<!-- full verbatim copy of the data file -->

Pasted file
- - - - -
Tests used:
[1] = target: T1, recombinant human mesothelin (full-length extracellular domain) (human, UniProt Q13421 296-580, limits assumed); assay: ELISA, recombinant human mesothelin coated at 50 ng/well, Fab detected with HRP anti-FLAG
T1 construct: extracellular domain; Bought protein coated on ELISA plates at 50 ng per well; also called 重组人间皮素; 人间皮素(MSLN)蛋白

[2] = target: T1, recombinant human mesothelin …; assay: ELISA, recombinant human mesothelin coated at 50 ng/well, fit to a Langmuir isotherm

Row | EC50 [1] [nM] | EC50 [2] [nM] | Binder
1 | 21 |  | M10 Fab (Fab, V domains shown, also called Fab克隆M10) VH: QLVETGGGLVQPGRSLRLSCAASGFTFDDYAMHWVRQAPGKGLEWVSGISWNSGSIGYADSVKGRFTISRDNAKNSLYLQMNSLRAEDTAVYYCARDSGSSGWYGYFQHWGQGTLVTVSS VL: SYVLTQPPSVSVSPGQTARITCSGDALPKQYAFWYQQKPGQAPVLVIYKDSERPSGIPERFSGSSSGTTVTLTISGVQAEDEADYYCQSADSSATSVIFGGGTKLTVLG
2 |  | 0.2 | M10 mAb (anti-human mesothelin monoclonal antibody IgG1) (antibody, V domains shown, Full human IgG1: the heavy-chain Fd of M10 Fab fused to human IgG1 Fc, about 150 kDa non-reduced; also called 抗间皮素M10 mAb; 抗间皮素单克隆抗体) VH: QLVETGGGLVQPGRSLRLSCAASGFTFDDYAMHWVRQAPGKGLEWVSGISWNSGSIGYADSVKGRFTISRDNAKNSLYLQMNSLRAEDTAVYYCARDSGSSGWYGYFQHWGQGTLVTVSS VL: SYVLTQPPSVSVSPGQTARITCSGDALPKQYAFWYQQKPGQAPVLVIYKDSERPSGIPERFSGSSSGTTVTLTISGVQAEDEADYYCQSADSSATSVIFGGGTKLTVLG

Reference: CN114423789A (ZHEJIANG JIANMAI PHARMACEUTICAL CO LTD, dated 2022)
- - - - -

Tests used:
[1] = target: T1, recombinant human mesothelin (full-length extracellular domain) (human, UniProt Q13421 296-580, limits assumed); assay: ELISA, recombinant human mesothelin coated at 50 ng/well, Fab detected with HRP anti-FLAG
T1 construct: extracellular domain; Bought protein coated on ELISA plates at 50 ng per well; also called 重组人间皮素; 人间皮素(MSLN)蛋白

[2] = target: T1, recombinant human mesothelin …; assay: ELISA, recombinant human mesothelin coated at 50 ng/well, fit to a Langmuir isotherm

Row | EC50 [1] [nM] | EC50 [2] [nM] | Binder
1 | 21 |  | M10 Fab (Fab, V domains shown, also called Fab克隆M10) VH: QLVETGGGLVQPGRSLRLSCAASGFTFDDYAMHWVRQAPGKGLEWVSGISWNSGSIGYADSVKGRFTISRDNAKNSLYLQMNSLRAEDTAVYYCARDSGSSGWYGYFQHWGQGTLVTVSS VL: SYVLTQPPSVSVSPGQTARITCSGDALPKQYAFWYQQKPGQAPVLVIYKDSERPSGIPERFSGSSSGTTVTLTISGVQAEDEADYYCQSADSSATSVIFGGGTKLTVLG
2 |  | 0.2 | M10 mAb (anti-human mesothelin monoclonal antibody IgG1) (antibody, V domains shown, Full human IgG1: the heavy-chain Fd of M10 Fab fused to human IgG1 Fc, about 150 kDa non-reduced; also called 抗间皮素M10 mAb; 抗间皮素单克隆抗体) VH: QLVETGGGLVQPGRSLRLSCAASGFTFDDYAMHWVRQAPGKGLEWVSGISWNSGSIGYADSVKGRFTISRDNAKNSLYLQMNSLRAEDTAVYYCARDSGSSGWYGYFQHWGQGTLVTVSS VL: SYVLTQPPSVSVSPGQTARITCSGDALPKQYAFWYQQKPGQAPVLVIYKDSERPSGIPERFSGSSSGTTVTLTISGVQAEDEADYYCQSADSSATSVIFGGGTKLTVLG

Reference: CN114423789A (ZHEJIANG JIANMAI PHARMACEUTICAL CO LTD, dated 2022)